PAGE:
There’s a place somewhere between the realm of dreams and spirits that is for release of grief emotions.
Perhaps you’ve been there. A place where sorrow is understood and, despite the beings moving around you living their lives, you feel comfortable to be in your grief.
It starts at a sandy altar. A table-style of sandstone, about mid-chest to waist high on an adult. Incense burns here, billowing individual trails of smoke coalescing into a wind of fragrant prayers. The altar is in a courtyard with a blue open sky above, but shadowed by the surrounding pale sandstone walls. Awnings of hand-dyed fabric hang high over the altar, protecting it from rain.
In the dream or astral visit, you start here. Most often you’re at the altar and light incense, shakily pray, or simply try to say goodbye through a pinched, watery smile. Some people linger here, wrapping themselves in black homespun fabric and tucking themselves into corners to cry. Sometimes, people are with you, other times they are not. Who? They could be family, friends, lovers, or strangers that could have been more. Sometimes, its just you.
Who is there depends on what you’re mourning. Mourning a family member, a loved one? You may have loved ones alongside you, family to support you, friends to carry you, lovers to hold you, pets to comfort you. If you’re mourning an event that could have been, a situation you might have had or was in, or just losing a piece of yourself, you’re usually alone.
Either way, there you remain. Until finally, you’re ready to move on. You place your final piece of incense on the altar, say a final goodbye that feels like a loss all on its own, a goodbye that isn’t quite as shaky, a smile that isn’t quite as heatbreaking, and you slip through the archway to the left of the altar.
People move here, work here. It’s a dyer’s marketplace. Baskets of little ornaments, flowers and florals, bolts of fabric, and pocket charms sit on sun-bleached tables. You cannot see the sun though. The entire space has flapping cloth awnings on tall pole, protecting the workers from the heat of the sun, protecting you. More fabric hangs, little banners and flag, swatches of material in all manner of hand-dyed goodness. Blues, greens, reds, oranges, purples, and pinks. Natural linen color dominates with a rainbow of tucked away color. In the distance, you may hear chatter, soft and indistinct. A weaver’s loom works, but it’s comforting. the passage between these stalls, with gently smiling people sharing actual kindness, is narrow. People do not get in your way. As you move, they seem to never be in your way or make you slow down or stop unless you want to stop. They don’t readily acknowledge you either, unless you glance at them first. A smile, a pat on the arm, maybe soft murmuring that’s meant only to be comforting, supporting. Then they move on.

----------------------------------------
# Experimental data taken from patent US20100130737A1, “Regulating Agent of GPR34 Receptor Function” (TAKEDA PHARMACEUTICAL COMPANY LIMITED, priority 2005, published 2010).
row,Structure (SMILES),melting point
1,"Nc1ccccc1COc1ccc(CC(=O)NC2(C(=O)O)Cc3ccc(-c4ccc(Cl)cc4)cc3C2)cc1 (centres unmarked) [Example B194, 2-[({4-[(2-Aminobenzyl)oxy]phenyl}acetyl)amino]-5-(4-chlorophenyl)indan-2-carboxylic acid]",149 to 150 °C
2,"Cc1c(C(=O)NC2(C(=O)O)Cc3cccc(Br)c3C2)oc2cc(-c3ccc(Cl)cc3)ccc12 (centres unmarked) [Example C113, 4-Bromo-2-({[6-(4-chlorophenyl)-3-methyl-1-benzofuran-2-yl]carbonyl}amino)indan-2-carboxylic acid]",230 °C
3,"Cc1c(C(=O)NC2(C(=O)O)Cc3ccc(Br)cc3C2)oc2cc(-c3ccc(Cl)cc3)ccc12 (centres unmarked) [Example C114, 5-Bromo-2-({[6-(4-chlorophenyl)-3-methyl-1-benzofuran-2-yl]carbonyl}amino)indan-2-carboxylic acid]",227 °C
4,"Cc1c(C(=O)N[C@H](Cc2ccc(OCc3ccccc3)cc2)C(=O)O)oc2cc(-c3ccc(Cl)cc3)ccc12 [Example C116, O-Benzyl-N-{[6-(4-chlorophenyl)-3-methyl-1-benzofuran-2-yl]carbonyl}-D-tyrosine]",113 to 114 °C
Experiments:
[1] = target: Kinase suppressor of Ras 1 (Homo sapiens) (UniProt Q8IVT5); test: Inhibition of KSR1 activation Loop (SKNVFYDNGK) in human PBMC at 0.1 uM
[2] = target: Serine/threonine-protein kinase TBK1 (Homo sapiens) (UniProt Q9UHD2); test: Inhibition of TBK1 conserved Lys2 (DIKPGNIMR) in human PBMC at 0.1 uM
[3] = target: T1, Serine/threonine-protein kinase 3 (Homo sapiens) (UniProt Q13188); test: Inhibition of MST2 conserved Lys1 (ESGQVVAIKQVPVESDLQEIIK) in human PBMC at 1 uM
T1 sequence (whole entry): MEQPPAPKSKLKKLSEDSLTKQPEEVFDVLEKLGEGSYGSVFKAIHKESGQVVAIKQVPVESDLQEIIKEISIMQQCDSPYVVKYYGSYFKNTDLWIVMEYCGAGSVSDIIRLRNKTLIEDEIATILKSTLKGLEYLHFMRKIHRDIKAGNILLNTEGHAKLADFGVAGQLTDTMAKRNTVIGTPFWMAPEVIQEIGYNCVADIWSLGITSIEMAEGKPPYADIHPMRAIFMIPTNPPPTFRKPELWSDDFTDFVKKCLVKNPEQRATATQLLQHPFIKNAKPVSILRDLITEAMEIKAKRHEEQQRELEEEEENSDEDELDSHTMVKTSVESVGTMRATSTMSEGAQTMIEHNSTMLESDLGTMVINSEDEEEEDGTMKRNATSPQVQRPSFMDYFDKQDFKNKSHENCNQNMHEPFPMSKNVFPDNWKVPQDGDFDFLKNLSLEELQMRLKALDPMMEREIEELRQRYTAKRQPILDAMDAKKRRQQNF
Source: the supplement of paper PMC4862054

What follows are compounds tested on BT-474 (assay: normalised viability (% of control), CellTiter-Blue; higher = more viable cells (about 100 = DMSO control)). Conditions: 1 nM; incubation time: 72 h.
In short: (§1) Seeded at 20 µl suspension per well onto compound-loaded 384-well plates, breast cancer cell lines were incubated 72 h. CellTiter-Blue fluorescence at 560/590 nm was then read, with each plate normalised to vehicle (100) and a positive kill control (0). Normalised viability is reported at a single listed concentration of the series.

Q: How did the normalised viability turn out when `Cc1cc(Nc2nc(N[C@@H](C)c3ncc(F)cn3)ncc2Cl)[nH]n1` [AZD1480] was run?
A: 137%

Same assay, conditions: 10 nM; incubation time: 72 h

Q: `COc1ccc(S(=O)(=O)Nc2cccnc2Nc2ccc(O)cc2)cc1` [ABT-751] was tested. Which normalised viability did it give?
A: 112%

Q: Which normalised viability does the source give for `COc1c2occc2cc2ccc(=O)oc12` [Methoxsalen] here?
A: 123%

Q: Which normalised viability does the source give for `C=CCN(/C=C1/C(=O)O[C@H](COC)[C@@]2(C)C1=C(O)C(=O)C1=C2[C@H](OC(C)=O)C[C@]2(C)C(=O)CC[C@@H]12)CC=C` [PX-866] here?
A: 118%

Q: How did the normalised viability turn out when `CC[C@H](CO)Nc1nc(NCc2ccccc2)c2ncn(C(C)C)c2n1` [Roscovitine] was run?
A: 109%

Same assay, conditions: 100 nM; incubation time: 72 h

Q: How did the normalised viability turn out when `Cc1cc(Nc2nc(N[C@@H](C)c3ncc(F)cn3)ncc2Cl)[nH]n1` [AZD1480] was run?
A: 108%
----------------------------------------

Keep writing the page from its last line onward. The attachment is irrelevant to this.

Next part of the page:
The passage is like a C, but there are other corridors that lead elsewhere to the marketplace. You can even sometimes glimpse where the fabric awnings break into brilliantly, unbelievable blue sky.
In time, you do weave your way through, following a course that you only seem to know in your head. Sometimes you find yourself with dried flowers or charms pressed into your hands. A long string of beads around your wrist, a shawl of soft mauve around your shoulders.
At the end, you come out to of the space with nothing before you. More sandstone buildings are to your left, but the doorway is hidden in the depths of that fabric maze. Beyond the buildings and marketplace is nothing but endless white plains and blue, blue sky. Sometimes family and loved ones stands before you, waiting for you. They may even have a car ready to go. Sometimes its just you.
The dream or astral visit ends there. I’ve been to this place several times, each time mourning different things or people. And it is always the same altar, the same sky, the same place, the same twisting, fabric passage.
What happens during that time varies. Once I came out with a long length of wooden beads around my wrist, neither a mala or rosary. Another time I came out of that comforting place with a bunch of tiny purple and blue flowers in my hands. It varies.
This place, a place of letting go of your grief, should be sad. Instead, I’d say its more comforting than anything. Like finally being able to catch your breath or how much better you feel after crying. You’re still miserable, but there’s a feeling of releasing, letting things go. It’s a somber place, but one of profound peace and change.
Have you been here? Does this place sound familiar? I honestly can’t tell you how to get here. I think you just arrive when you need to be there. I hope that introducing people to this special place will encourage more visitors.
As to whether its a dream or an actual astral destination… I think it’s both. I think a place can be both a dream and astral. The astral is connected to dreams. It can be influenced by dreams. And dreams can slip into astral travel. I think its both.